Do recent socio-political and economic developments in South Africa suggest that, even though we’ve made some progress since achieving democracy in 1994, we’re actually going backwards? This is the question asked by The Economist, in its ‘Over the rainbow’ article (20 October 2012 edition).
“On 26 June 1955 around 3000 people gathered in a dusty square in Soweto… Members of the ANC gathered beside their anti-apartheid partners to declare a new vision for the future of South Africa.
The Freedom Charter announced that the people shall govern and that South Africa belongs to all the people – regardless of their colour. People would get jobs, an education and security and everyone would be equal. This pronouncement was extraordinary and full of hope for a better tomorrow.
Today the square is named after Walter Sisulu, an ANC hero and mentor to Mr Mandela. It boasts shops, offices, a conference hall and a pricey hotel… But just across the railway track, rickety shacks huddle together. .. Communal latrines stand useless, their doors open and rubbish piled inside… the aspirations of the Freedom Charter are nowhere to be seen.…”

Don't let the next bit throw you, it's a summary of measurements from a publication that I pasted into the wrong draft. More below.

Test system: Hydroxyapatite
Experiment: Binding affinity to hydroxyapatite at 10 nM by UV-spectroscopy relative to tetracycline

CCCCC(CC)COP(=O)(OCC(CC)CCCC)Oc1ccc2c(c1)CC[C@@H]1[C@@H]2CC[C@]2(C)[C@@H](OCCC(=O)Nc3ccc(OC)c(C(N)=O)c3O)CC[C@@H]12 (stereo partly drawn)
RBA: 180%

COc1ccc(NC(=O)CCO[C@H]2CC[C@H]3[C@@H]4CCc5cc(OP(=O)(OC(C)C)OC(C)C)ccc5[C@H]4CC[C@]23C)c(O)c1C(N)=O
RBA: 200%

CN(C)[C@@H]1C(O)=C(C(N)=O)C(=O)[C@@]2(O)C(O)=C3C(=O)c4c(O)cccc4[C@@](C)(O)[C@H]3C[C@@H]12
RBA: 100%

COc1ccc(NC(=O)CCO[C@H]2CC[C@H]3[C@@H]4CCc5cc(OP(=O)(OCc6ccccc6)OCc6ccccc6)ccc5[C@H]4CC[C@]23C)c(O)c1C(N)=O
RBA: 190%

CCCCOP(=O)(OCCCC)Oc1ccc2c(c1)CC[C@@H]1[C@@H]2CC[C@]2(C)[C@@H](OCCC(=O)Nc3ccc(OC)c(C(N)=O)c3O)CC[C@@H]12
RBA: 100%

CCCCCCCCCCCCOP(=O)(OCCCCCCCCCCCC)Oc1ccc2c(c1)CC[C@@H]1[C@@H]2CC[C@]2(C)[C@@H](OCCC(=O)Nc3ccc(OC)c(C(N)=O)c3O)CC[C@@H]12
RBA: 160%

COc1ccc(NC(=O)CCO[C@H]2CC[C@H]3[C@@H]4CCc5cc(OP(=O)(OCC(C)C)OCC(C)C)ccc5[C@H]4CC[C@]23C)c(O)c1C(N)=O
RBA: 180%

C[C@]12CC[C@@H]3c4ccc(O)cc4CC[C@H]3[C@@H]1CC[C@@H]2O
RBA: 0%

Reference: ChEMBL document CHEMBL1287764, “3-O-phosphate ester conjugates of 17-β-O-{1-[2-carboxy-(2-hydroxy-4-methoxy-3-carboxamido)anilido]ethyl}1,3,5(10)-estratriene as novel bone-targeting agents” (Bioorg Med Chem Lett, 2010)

Yes, there has been real progress since 1994. Millions more have access to clean water and electricity, while between 1996 and 2010 the proportion living on less than $2 a day fell from 12% to 5%. Apartheid has been abolished and our new constitution is widely respected.
But last year South Africa and the world were shocked by the Marikana tragedy, leading to a wave of strikes that continue today. In September 2012 Moody’s, a credit agency, cut South Africa’s sovereign rating, citing the declining quality of the government, growing social stresses and worsening conditions for investment. Then in January 2013 Fitch moved South Africa’s investment-grade rating to just two notches above junk territory, citing similar reasons.
Nevertheless, our country’s financial management and regulation are the best in the world and underpinned by a generally sound banking system, a deep local bond market and a floating exchange rate. The Global Competitiveness Report ranks South Africa first for auditing and reporting standards, as well as securities exchange regulation.
The election of Cyril Ramaphosa offers hope of more insightful leadership and a greater focus on structural reforms, especially now that the ANC is throwing its weight behind the National Development Plan. The way is clear for the ruling party to firmly grasp the nettle of effective governance.